Mohammed Younus Farooqui Managing Director, Cedara Healthcare Pvt. Ltd.
In the last article we had reviewed the planning of Accident & Emergecny department. Let’s now explore the design considerations for the emergency department itself. Emergency department is a part of the care process, where urgent and emergency care is provided and subsequently care is continued in the respective locations in a hospital such as surgery, intensive care or nursing unit. It is logical to expect the largest proportion of emergency unit visits to be life threatening conditions, trauma and cardiac or respiratory distress etc or ambulance driven that demand immediate attention. However, it is seen that the largest volume of patients visiting emergency units are none of these, they are the walk in patients because they know it is open 24x7 and waiting times are shorter than the regular channel of Outpatient consultation.
Most emergency departments are not built to cope with this kind of patient volume or condition and these cases create bottle neck in triaging area. A smart way to design an emergency unit is to consider it as a sub-hospital unit (kind of hospital in a hospital), catering to the urgent care, emergency and outpatient as well. Therefore an emergency unit must have clinics, triage, observation areas, and surgery, intensive care & resuscitation areas and satellite diagnostic facilities all these together functions as operationally effective and efficient care delivery places. A secondary benefit of such a design also renders the core hospital operationally economical as the demand on bed space is minimized and critically ill patients are grouped in a less number of locations.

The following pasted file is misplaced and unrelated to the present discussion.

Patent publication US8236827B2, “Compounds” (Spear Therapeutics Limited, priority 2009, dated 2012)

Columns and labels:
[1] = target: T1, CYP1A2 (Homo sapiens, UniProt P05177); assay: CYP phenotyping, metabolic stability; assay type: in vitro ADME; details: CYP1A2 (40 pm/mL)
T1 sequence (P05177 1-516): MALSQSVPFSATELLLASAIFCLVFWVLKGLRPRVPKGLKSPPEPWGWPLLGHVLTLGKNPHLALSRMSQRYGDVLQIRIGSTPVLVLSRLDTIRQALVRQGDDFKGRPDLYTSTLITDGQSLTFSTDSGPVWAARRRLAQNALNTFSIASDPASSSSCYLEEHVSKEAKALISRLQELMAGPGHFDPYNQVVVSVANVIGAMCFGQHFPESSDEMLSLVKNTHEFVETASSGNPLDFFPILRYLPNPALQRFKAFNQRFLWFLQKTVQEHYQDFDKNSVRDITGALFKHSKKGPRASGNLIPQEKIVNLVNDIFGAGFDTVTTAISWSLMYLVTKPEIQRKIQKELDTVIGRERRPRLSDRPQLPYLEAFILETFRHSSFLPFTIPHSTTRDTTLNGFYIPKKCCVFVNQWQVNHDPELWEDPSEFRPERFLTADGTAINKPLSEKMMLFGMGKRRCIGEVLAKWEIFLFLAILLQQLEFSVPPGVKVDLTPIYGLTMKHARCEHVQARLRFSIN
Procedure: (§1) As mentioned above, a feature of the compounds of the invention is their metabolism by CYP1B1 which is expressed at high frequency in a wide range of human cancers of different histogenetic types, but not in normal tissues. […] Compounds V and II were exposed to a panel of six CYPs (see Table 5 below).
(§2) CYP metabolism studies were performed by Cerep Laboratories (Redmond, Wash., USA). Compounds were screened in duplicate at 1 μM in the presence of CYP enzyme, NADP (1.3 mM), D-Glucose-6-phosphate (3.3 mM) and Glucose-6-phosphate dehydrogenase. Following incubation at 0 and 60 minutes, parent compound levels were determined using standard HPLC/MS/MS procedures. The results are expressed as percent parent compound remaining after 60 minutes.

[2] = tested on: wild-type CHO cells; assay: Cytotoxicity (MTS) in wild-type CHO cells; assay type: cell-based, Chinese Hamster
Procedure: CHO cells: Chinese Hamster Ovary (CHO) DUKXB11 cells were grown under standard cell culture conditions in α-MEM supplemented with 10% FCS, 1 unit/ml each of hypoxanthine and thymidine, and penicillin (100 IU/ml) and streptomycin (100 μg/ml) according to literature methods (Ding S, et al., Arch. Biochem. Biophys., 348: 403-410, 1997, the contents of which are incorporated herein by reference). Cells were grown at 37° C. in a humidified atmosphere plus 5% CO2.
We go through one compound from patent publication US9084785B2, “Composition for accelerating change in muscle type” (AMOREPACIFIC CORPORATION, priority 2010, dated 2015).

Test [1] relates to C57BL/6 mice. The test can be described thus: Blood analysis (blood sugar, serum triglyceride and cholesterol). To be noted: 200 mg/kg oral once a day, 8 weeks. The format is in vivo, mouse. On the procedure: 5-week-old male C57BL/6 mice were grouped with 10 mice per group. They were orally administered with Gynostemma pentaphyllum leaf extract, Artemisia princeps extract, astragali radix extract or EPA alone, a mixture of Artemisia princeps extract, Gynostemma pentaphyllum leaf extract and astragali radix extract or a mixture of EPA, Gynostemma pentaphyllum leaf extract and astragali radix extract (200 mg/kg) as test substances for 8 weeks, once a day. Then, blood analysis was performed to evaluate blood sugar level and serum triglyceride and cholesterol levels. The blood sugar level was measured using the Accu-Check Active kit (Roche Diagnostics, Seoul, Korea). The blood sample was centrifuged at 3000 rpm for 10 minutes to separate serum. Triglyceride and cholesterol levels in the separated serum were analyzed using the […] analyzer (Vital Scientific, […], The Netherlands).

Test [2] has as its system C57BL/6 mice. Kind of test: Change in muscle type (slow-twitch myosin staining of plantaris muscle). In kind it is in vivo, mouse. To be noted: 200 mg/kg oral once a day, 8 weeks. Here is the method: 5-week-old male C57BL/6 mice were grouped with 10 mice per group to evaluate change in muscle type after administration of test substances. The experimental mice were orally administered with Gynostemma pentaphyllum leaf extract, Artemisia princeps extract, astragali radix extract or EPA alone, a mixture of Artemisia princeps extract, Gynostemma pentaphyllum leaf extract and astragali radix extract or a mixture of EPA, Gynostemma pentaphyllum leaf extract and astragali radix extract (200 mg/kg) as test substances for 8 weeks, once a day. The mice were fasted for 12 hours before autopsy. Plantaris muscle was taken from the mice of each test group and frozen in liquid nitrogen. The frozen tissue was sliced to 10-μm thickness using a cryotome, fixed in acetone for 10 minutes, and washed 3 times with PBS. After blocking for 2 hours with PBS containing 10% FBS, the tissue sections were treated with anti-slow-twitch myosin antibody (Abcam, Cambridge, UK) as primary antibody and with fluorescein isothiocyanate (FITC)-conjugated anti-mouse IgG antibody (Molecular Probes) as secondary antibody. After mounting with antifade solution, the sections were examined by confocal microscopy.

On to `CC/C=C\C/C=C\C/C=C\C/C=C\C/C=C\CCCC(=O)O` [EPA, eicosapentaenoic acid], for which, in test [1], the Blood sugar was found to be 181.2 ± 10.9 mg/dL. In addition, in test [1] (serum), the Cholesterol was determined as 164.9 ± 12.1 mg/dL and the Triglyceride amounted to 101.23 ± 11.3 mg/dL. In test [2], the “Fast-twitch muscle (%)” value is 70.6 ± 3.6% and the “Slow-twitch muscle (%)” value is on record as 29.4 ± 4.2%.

The organization of an emergency unit follows the patient needs of trauma, critically ill patients that are sited near the ambulance entrance with multi-use medical and surgical patient rooms on the periphery, with central core of observation, holding and support services. Clinic rooms can be grouped at one end of the unit away from the critical care and trauma areas.
The staffing pattern must also echo the design philosophy. In addition to emergency medical personnel, specialists in intensive care, internal medicine, surgery, Obstetrics and pediatrics must be deployed. If the emergency department receives significant number of trauma, then it will be in order to have an orthopedic surgeon in the department. This team can also function as an on-call emergency team for nursing units within the hospital.
This model can effectively function in isolation as an independent center too as a rural medical center or emergency medical center that receives all first line of care patients along with emergency cases and transfers those requiring further treatment to higher facilities.
A number of such centers scattered among the rural and semi-urban areas integrated into the hub and spoke model of healthcare delivery and ambulance network can provide an effective efficient emergency care system in the country.
The author is managing director of Cedara Healthcare, a Hyderabad based hospital consultants providing specialized consultancy services like hospital design services, healthcare design services, clinical design services etc.